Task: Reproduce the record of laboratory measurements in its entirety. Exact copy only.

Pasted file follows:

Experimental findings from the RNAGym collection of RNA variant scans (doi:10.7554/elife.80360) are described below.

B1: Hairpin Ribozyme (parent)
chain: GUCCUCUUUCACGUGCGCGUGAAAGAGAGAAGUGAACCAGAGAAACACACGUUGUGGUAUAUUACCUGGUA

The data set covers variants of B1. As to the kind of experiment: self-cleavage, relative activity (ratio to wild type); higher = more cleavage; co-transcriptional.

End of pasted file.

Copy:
Experimental findings from the RNAGym collection of RNA variant scans (doi:10.7554/elife.80360) are described below.

B1: Hairpin Ribozyme (parent)
chain: GUCCUCUUUCACGUGCGCGUGAAAGAGAGAAGUGAACCAGAGAAACACACGUUGUGGUAUAUUACCUGGUA

The data set covers variants of B1. As to the kind of experiment: self-cleavage, relative activity (ratio to wild type); higher = more cleavage; co-transcriptional.